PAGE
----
Interior Department Watchdog: Zinke Family Travel Violated Department Policies
The internal watchdog of the Department of the Interior (DOI) concluded Thursday that Interior Secretary Ryan Zinke violated department travel policies by having his family members ride in government vehicles, The Hill reported.
The report, by the DOI's Office of Inspector General (OIG) also confirmed that Zinke and his wife Lolita cost taxpayers more than $25,000 when they travelled through Greece and Turkey with a Park Police security detail, though there were no policies against them doing so.
"Being exposed for abusing his power to rip-off the taxpayer while benefiting himself provides all the proof that should be needed to fire Ryan Zinke," Sierra Club Executive Director Michael Brune said in a statement following the report.
Zinke has been a controversial Interior Secretary because of his pro-oil and gas drilling stance and his dubious ethical behavior, including a conflict of interest with oil-giant Halliburton. There are three other investigations underway within the DOI into his actions in office, The Guardian reported.
The report found that Zinke had brought his wife with him on department boat travel, with a sign off from the DOI's solicitor general's office, but that on other occasions the Zinke family had reimbursed the DOI for family travel. It also found that Zinke's staff looked into making Lolita a volunteer, apparently in order to get around travel restrictions, though Zinke denies that was the reason. She was not eventually given volunteer status.
The report further found that Zinke took non-government guests on a National Park Service boat through the Channel Islands in California, including two who had hosted a fundraiser for Zinke's 2014 Congressional bid and one whose family had owned property in the islands. At the time, they were classified as "stakeholders," so weren't asked to reimburse the department, but ethics officials at the time were not aware of their ties to Zinke's campaign or the land they were viewing, The Hill reported.
Interior spokesperson Heather Swift said the report largely showed that Zinke had not done anything wrong.
"The Inspector General report proves what we have known all along: the secretary follows all relevant laws and regulations and that all of his travel was reviewed and approved by career ethics officials and solicitors prior to travel," she said.
But the Sierra Club cast doubt on that interpretation, saying that Zinke was merely shifting the blame.
"Even Scott Pruitt resigned before he could be fired, but Zinke doesn't even have that sense of decency," Brune said. Zinke is selling-out our public lands to corporate polluters, using his power to enrich himself, and ripping off the public by wasting their tax dollars. It's time Donald Trump fires Ryan Zinke, not give him a chance to engage in a Washington cover-up."
The report came the same day that Interior officials denied reports from Department of Housing and Urban Development (HUD) that a Trump appointee from HUD, Suzanne Israel Tufts, was headed to DOI to lead the Inspector General's Office, The Hill reported.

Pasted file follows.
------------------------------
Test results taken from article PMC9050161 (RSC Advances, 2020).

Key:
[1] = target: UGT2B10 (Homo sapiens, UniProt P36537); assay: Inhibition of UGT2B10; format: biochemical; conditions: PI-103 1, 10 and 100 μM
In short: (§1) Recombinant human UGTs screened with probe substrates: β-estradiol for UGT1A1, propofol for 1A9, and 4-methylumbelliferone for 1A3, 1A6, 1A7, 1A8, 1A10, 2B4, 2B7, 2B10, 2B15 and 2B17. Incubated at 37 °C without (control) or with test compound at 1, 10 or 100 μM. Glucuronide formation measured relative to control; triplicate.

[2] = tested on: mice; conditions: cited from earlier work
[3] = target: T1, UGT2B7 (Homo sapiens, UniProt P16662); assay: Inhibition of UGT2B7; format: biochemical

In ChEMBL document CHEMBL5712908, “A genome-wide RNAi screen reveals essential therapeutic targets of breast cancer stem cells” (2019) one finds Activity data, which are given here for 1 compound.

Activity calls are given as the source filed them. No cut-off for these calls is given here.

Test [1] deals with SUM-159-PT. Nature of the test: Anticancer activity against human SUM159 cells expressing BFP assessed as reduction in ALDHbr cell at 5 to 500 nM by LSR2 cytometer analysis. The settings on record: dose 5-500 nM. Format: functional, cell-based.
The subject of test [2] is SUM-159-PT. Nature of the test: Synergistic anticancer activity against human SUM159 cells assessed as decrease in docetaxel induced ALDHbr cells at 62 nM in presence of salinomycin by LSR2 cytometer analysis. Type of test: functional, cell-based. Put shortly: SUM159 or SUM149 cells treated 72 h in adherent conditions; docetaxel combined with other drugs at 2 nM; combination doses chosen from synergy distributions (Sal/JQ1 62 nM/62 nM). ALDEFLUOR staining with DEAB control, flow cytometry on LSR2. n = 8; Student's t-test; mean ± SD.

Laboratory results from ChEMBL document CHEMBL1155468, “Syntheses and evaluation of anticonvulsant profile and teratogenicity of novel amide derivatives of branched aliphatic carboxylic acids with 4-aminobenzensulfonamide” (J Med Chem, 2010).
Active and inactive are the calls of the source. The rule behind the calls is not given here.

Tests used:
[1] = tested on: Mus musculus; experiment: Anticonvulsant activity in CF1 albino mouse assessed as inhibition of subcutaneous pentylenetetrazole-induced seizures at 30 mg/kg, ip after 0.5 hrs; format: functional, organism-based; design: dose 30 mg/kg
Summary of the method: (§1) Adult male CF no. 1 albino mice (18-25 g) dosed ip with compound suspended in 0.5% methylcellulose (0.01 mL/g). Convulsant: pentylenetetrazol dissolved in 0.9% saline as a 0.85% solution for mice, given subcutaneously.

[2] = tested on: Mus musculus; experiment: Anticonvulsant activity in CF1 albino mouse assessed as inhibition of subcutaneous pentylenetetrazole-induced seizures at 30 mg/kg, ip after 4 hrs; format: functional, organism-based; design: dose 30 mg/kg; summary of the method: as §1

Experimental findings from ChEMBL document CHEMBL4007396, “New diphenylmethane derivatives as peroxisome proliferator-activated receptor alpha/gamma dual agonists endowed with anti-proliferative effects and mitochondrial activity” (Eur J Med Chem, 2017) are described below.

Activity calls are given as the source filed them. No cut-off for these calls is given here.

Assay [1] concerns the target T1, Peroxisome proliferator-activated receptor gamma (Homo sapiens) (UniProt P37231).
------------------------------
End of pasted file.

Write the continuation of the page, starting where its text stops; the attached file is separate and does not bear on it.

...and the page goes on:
Good government advocates had worried that a political appointee could interfere with the integrity of the investigations into Zinke currently underway.
"Why replace an acting Inspector General with a political appointee who has no government oversight experience?" Director of Public Policy with the Project on Government Oversight Elizabeth Hempowicz asked The Washington Post.
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Four years ago, Jacob Abel cast his first presidential vote for Donald Trump. As a young conservative from Concord, North Carolina, the choice felt natural.
But this November, he plans to cast a "protest vote" for a write-in candidate or abstain from casting a ballot for president. A determining factor in his 180-degree turn? Climate change.
Fractures Among Young Climate Conservatives<p>While young conservatives have united around the urgency of climate change, they remain divided over how to bring their concerns to the ballot box. Some embrace right-wing <a href="https://www.washingtonpost.com/politics/biden-attacks-republican-convention/2020/08/24/434e5b46-e66d-11ea-970a-64c73a1c2392_story.html" target="_blank">attacks</a> painting Biden as a "tool of the left" and find his climate agenda "radical." Others can't find a way to justify voting for Trump, even if it means breaking with their party.</p><p>Patrick Mann from Orange County, California, voted for Trump in 2016. But today, he's leading Aggies for Joe at Texas A&M University and is co-founder of Texas Students for Biden. </p><p>Mann grew up watching wildfires ravage his home state, nearly forcing his family to evacuate in 2017. The GOP is failing to "meet the moment" for climate action, Mann said. He's hoping Biden will deliver on a promise to "<a href="https://www.desmoinesregister.com/story/opinion/columnists/caucus/2020/01/06/joe-biden-democrat-president-iowa-caucus-restore-soul-our-nation/2806422001/" target="_blank">restore the soul of our nation</a>." </p><p>Taylor Walker from Pensacola, Florida, is also determined to make her voice heard on climate, including by casting her first-ever vote for president—but not for Biden.</p>
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